July 16, 2013

Engineer at center of train derailment speaks out

Journalists are also allowed their first close-up view of the disaster, where charred oil tankers are still steaming 10 days later.

The Associated Press

LAC-MEGANTIC, Quebec — The engineer who parked the oil train that rolled away, derailed and exploded in the center of a Quebec town was heard from Tuesday for the first time since the July 6 disaster that killed 50 people, with his lawyer saying he is "devastated."

click image to enlarge

Work continues Tuesday, July 16, 2013, at the crash site of the train derailment and fire in Lac-Megantic, Quebec. The derailment July 6, 2013, left 37 people confirmed dead and another 13 missing and presumed dead. (AP Photo/The Canadian Press, Ryan Remiorz)

click image to enlarge

Workers stand before mangled tanker cars Tuesday, July 16, 2013, at the crash site of the train derailment and fire in Lac-Megantic, Quebec. The July 6, 2013, accident left 37 people confirmed dead and another 13 missing and presumed dead. (AP Photo/Ryan Remiorz, pool)

Additional Photos Below

Related headlines

Journalists, meanwhile, were allowed their first close-up view of the disaster, where misshapen, blackened oil tankers were still steaming from the intense heat that has slowed the recovery of bodies.

Lawyer Thomas Walsh said Tom Harding needs time to recover from the shock. Walsh said he hopes to get psychological help for his client, who has been staying at an undisclosed location to stay away from the media.

"I used the word 'devastated,' and I think that's one word that's applicable, but he's very, very low," Walsh said.

Harding had not spoken publicly since the Montreal, Maine & Atlantic Railway train hurtled down a seven-mile (11-kilometer) incline, derailed and ignited in Lac-Megantic, near the Maine border. All but one of its 73 cars was carrying oil, and at least five exploded.

The crash, the worst railway accident in Canada in nearly 150 years, has raised questions about the growing use of rail to transport oil in North America.

Harding had left the train unattended overnight to sleep at a local inn shortly before it barreled into town, devastating the downtown bar area and forcing a third of the 6,000 residents to flee. Officials said Tuesday that another body had been recovered, for a total of 38, and 12 have not been identified. The search continued for 12 bodies amid hazardous conditions.

A local cabbie who picked up Harding from work the night of the accident said the idling train was expelling more smoke than usual. He remembered seeing oil droplets landing on his car and asking Harding twice about it. He said Harding responded that he'd followed the proper procedures before he retired to the inn.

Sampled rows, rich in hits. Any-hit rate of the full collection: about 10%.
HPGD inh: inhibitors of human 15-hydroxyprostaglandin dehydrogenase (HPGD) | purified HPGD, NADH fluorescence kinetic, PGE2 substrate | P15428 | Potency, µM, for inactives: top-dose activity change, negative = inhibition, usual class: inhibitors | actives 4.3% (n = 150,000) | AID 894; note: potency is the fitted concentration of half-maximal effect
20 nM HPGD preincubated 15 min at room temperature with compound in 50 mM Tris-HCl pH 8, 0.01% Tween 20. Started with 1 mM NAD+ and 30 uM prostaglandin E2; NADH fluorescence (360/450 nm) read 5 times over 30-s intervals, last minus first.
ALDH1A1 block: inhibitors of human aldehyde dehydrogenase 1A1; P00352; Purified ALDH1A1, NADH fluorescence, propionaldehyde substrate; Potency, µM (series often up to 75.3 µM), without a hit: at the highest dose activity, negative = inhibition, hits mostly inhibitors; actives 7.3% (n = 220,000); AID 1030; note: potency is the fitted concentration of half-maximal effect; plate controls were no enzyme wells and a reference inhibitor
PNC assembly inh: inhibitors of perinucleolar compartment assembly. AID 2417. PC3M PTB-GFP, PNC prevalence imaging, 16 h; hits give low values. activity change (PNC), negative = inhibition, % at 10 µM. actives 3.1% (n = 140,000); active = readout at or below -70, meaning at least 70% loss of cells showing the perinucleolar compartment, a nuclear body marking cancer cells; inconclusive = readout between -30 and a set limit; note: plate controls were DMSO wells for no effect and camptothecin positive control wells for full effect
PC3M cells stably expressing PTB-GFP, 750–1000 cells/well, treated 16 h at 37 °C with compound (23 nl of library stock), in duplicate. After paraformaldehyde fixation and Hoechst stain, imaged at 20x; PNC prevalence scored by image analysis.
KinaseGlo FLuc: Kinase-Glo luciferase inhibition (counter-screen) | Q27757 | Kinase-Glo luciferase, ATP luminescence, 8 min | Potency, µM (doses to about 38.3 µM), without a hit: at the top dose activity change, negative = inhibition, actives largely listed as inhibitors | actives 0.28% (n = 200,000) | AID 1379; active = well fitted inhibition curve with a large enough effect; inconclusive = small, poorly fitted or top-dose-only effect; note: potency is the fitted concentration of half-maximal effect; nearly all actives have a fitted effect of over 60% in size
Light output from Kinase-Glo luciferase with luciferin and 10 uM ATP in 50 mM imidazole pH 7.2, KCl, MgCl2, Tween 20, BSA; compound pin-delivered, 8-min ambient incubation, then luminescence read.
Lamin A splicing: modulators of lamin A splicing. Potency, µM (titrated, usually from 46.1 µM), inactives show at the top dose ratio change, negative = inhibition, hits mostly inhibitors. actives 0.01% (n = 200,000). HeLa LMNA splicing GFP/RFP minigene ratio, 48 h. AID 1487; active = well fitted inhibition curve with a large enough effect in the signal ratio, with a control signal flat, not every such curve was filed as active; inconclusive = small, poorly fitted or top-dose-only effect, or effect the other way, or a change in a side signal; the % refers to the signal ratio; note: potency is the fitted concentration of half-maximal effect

An inn employee said the engineer had a look of terror on his face as he bolted from his room after hearing the explosion.

Edward Burkhardt, president and CEO of the railway's U.S.-based parent company, Rail World Inc., has singled out the engineer as culpable. Burkhardt questioned whether he had properly set enough hand brakes and said the engineer had been suspended without pay.

Walsh said he would advise Harding not to make any kind of public statement about the disaster or the allegations of his culpability.

"I think we're better to let the dust settle and find out the specifics from the investigators — maybe if there are some specifics, he might want to respond to them," the lawyer said.

He said Harding has been co-operating with officials.

"He was interviewed for a long period of time by the Surete du Quebec (Quebec police) and by the safety investigators from Transport Canada last week," Walsh said.

Were you interviewed for this story? If so, please fill out our accuracy form

Send question/comment to the editors


Additional Photos

click image to enlarge

Crews move through the debris on Tuesday as cleanup work continues at the crash site of the train derailment and fire in Lac-Megantic, Quebec.

AP

  


Further Discussion

Here at PressHerald.com we value our readers and are committed to growing our community by encouraging you to add to the discussion. To ensure conscientious dialogue we have implemented a strict no-bullying policy. To participate, you must follow our Terms of Use.

Questions about the article? Add them below and we’ll try to answer them or do a follow-up post as soon as we can. Technical problems? Email them to us with an exact description of the problem. Make sure to include:
  • Type of computer or mobile device your are using
  • Exact operating system and browser you are viewing the site on (TIP: You can easily determine your operating system here.)